Tuesday, March 14, 2006


Republican Thought Police, On Patrol In Colorado

Johnson: Teachers who dare are taught a political lesson

March 11, 2006

The foolishness these past weeks over classroom comments by Overland High School geography teacher Jay Bennish was never about the children.

It was barely about indoctrination, or about presenting both sides of an issue.

No, folks, the Jay Bennish affair was all about politics. It was all about retribution for the young man's prompting his advanced-placement students to take a long and critical look at the actions of the Bush administration.

I fairly laughed at the way the apologists for the noncritically thinking Republicans nearly swallowed their neckties because Jay Bennish dared compare the president to Hitler.

It was all a setup - from the way sophomore Sean Allen recorded his teacher, to the way he and his dad forwarded it to a conservative columnist, and then to talk-radio host Mike Rosen. If they didn't like it, how about just expressing their outrage to Cherry Creek Schools administrators?

In 2006 America, if you're a teacher and you blast George W. Bush and his policies - and they have you on tape! - fully expect Rush Limbaugh, Bill O'Reilly and the governor of Colorado to come for your backside.

No matter that in that very same classroom on the same day you fully challenged your students to rebut your position, to prod them into thinking critically for themselves about what you have said, an exercise that clearly is not in vogue in America among adults these days.

No, criticize current administration policies and they're going to label you an American leftist, or pinko, or some kind of communist or revolutionary terrorist.

Here is how you know the supposed Jay Bennish outrage was nothing but partisan hand-wringing: In the Colorado state Senate on Thursday, a bill was introduced that would let school districts fire teachers who fail to present both sides of an issue. Forget, for a second, how such a thing would be enforced.

And guess the political party affiliation of the two senators who introduced that nonsense.

Here is everything you need to know about the Jay Bennish affair: Come Monday, he will once again walk into his classroom. And his students - perhaps with the exception of one - will cheer wildly.

And as we flail about, nationally and locally, over Jay Bennish, another Colorado teacher is being sent packing for yet more stupid, nonsensical reasons.

What happened to Tresa Waggoner, a Bennett School District music teacher, ought to sound a shrill alarm for every teacher in America.

Her supposed sin was introducing her first-, second- and third-grade students to opera by showing them a bit of Faust, a staple from the school library.

She showed a clip of the video last fall to teach the children about bass and tenor voices, the use of props and "trouser roles" in opera ahead of an upcoming Opera Colorado performance in Bennett.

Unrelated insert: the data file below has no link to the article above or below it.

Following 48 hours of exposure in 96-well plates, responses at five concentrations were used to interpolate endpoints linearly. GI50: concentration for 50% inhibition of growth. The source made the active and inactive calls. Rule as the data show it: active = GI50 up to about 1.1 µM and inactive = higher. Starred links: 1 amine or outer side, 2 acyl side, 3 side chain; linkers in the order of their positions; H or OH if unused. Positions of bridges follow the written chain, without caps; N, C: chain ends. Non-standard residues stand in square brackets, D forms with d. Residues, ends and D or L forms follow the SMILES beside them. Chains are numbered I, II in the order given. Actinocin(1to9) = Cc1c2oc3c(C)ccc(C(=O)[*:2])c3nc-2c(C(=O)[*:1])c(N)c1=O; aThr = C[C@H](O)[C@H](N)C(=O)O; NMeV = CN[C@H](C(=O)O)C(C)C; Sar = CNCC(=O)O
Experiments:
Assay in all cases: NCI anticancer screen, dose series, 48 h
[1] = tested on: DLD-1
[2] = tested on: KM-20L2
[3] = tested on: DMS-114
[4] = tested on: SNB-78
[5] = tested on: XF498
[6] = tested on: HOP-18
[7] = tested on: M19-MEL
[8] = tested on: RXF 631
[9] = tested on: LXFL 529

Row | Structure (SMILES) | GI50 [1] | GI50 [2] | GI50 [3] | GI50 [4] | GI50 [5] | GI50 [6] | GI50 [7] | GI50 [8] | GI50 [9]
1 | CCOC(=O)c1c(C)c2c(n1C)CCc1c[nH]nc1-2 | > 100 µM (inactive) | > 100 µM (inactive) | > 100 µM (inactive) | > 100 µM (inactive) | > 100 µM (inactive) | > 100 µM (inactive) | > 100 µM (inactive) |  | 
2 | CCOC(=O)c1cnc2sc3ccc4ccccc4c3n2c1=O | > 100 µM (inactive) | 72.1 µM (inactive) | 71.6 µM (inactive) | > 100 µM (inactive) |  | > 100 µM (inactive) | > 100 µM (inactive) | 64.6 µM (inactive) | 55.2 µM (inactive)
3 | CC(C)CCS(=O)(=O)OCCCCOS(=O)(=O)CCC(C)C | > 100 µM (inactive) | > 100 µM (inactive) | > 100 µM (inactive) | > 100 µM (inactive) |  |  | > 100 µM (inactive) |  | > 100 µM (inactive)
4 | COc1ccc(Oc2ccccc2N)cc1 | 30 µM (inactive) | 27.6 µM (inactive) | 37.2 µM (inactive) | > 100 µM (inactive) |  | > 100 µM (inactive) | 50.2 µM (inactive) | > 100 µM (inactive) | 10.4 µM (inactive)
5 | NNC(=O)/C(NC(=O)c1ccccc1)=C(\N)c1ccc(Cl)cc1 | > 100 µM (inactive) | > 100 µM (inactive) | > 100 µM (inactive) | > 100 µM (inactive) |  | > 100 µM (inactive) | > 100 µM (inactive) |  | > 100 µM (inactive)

Superintendent George Sauter on Thursday told her she would remain on paid leave of absence until her contract runs out in August and would not be allowed to return to the classroom.

On Friday, Tresa Waggoner was brokenhearted.

She taught some 500 kids in the Bennett district, from high schoolers to first-graders. She is a gospel recording artist. She loves music. She loves sharing that love with children even more.

"I would never hurt a child," she said.

A lot of people say Bennett, a town of 2,500 about 25 miles east of Denver, is just an oddball little burg, citing last year's debate there over whether Mormons are actually Christians. The Mormons, it seems, were building a temple in nearby Strasburg.

But Tresa Waggoner, in an interview, did not blame the town. At a Feb. 16 school board meeting, more than 53 people appeared in her support, compared with only six who opposed her, she said.

Bennett, she said, has been wonderful to her.

Some folks think the real reason Waggoner became a target was more because of the school's Christmas play than her playing 12 minutes of Faust.

Karen Grossiant, who resigned as Bennett mayor after Tresa Waggoner was placed on leave - saying it was "the last straw" - acknowledged as much.

The true problem: Waggoner did not put Christian songs in the play. This outraged some townsfolk. She had to go.

"I did the same concert a week later in my own church with Christian songs," Tresa Waggoner said. "But in a public school, you really can't do that.

"I was told by some that the school for the last 30 years did Christmas music. They were outraged. But they never came to me."

They "hung me out to dry," she said.

What she will do next, she doesn't know. The district is paying her through August, which she says is a waste of taxpayers' money, considering they are also paying the substitute who is replacing her.

"I don't know if I will ever be able to get another teaching job," Tresa Waggoner said. "I'm taking it day by day.

"I still want to teach. I think that is what God put me on this earth to do. I am a good teacher. I know there is a place for me."

These things are rarely about the children.

Bill Johnson's column appears Wednesday, Friday and Saturday. Call him at 303-892-2763 or e-mail him at johnsonw@RockyMountainNews.com.

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